Friday, 07 October 2016 08:00

Livingstone Landowners share information about the pressure on grasslands/wildlife

Written by  Stephanie Labbe
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How Alberta’s watersheds, wildlife and native grasslands are being pressured and impacted was a recent discussion held by the Livingstone Landowners Guild (LLG).


On Sept. 23, the LLG’s large meting discussed the increase in the impacts on watersheds, wildlife and native grasslands in the Pincher Creek area due to industry and recreation.
Representatives from six different groups each had 10-minute presentations regarding the organization’s history, initiatives and focus as they relate to conservation in the Pincher Creek area of the province.
Norma Dougall, chairperson of the LLG’s education and outreach committee, says several organizations are working to increase connected tracks of land for wildlife corridors as well.
Other key topics discussed included the change in attitude with government officials willing to listen and bureaucracy ‘excited’ that they can do something.
Many groups were encouraged and recognized that the new government is making decisions that are science-based, such as Alberta Transportation fencing along Highway 3 to prevent wildlife crossing the road, and appear to be listening to conservation concerns.
The overall message was that citizen engagement has meaning and as individuals and groups, they need to continue to write letters, send messages and so on, to express concerns to the government.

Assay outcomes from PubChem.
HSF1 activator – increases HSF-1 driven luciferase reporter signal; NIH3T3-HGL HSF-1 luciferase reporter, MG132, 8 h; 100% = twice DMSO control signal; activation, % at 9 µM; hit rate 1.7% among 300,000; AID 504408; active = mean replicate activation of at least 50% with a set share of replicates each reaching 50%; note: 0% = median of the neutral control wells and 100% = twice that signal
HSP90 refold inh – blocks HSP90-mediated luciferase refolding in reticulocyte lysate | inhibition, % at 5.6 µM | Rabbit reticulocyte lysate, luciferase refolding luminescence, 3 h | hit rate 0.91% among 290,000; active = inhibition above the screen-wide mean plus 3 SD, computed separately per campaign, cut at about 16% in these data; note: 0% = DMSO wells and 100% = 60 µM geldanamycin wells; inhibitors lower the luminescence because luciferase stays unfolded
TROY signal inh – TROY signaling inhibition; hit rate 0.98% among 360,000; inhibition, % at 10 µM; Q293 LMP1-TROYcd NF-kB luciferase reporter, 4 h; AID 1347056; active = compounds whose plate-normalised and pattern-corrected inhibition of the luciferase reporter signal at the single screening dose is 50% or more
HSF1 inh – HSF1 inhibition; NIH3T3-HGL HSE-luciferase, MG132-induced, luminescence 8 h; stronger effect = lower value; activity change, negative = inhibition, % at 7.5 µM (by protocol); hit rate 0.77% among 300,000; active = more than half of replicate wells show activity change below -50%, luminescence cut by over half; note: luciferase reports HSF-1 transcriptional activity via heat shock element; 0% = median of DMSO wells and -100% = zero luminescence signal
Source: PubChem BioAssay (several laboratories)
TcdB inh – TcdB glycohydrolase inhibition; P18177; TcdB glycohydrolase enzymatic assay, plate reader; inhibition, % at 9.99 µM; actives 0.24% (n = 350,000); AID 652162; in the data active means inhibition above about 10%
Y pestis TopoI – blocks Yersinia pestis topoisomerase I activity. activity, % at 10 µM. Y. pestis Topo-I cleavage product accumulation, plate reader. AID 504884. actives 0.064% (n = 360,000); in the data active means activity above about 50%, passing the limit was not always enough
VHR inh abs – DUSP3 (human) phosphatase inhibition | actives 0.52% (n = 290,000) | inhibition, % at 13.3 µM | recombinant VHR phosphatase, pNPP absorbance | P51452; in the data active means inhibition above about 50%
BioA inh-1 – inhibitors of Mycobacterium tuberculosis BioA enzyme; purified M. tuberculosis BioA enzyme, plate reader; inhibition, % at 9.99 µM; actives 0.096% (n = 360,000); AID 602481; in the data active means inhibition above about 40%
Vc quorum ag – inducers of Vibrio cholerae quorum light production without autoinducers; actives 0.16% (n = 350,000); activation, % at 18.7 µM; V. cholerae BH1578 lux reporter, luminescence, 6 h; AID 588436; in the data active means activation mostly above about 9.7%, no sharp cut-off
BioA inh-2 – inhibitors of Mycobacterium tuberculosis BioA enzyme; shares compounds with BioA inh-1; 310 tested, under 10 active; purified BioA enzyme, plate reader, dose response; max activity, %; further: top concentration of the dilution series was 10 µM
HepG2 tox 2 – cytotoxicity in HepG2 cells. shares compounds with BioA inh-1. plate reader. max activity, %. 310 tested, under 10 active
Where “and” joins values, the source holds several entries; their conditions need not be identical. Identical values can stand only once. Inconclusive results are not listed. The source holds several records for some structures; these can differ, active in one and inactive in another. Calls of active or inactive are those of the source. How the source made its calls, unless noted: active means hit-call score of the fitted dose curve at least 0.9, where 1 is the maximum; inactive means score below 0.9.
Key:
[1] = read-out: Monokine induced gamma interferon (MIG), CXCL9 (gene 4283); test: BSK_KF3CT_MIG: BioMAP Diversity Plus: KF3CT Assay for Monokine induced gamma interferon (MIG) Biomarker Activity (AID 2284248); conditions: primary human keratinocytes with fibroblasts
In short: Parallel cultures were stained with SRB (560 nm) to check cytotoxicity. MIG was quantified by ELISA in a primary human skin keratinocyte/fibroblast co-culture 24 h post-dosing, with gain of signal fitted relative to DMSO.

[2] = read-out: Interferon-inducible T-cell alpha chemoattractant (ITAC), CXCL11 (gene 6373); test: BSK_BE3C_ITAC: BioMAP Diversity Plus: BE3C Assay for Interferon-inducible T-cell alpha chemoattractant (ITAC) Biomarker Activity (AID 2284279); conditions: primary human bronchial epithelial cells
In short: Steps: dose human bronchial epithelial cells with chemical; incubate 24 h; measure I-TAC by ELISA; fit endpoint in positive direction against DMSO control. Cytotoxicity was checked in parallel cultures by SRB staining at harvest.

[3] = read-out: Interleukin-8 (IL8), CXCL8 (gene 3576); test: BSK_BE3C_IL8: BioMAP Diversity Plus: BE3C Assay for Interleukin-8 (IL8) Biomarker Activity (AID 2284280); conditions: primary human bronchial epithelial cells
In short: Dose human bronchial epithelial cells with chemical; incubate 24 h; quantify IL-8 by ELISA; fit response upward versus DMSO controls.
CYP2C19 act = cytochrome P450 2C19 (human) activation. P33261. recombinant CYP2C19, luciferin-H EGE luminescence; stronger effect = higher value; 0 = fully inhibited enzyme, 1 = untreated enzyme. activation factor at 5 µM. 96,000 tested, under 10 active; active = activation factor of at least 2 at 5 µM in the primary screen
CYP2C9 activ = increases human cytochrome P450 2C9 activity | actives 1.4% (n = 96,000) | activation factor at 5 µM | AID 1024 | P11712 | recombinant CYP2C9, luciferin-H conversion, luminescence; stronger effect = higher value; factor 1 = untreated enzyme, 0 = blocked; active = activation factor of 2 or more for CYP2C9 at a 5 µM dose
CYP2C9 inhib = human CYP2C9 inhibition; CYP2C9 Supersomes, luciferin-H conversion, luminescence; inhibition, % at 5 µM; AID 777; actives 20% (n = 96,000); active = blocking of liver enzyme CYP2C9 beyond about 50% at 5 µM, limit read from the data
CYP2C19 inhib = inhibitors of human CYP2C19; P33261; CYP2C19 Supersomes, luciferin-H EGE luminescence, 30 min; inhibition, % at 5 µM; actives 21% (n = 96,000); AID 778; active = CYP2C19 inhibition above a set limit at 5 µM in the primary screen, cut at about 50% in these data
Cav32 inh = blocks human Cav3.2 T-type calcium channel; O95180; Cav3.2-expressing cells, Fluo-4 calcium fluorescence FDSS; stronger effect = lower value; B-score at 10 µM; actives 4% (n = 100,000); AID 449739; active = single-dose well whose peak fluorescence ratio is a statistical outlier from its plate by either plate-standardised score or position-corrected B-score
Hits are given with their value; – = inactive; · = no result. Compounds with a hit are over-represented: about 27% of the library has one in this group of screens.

There were more than 60 people at the LLG meeting and Dougall says feedback was positive by participants and the public in attendance.
“It gave an opportunity for the various groups to network with each other and to discuss their work with the public,” adds Dougall.
She says this meeting was the first of its kind the LLG has held and by the great turnout, she’s confident this type of meeting will be held again next year, to include more organizations and groups that are doing important conservation work in the southwest region.
The LLG has been around since the 1990s and has approximately 80 landowners from southern Alberta involved, from areas of the Livingstone Range, the Porcupine Hills, the Whaleback and the Oldman Dam.
“LLG members range from third generation ranchers to acreage and recreation property owners. LLG’s goal is to ensure any necessary development in this area respects this unique environment and, if development is deemed appropriate, it is conducted with best practices to ensure the native habitat and landscape is protected all Albertans. We have worked with a number of proposed development proponents over the years and to a large degree, the proponents have significantly improved their plans as a result of our efforts,” adds Dougall.
Next for the group is to continue to work with other organizations to ensure protection of native grassland, wildlife and the unique viewscapes from damage.
The group also plans to host public sessions and guest speakers for the members and the public interested in conservation of watershed, wildlife and viewscapes of this unique area.
Anyone who is interested in more information or who wants to join the LLG, can contact the group via e-mail at This email address is being protected from spambots. You need JavaScript enabled to view it. or by visiting their Facebook page by searching for Livingstone Landowners Guild.

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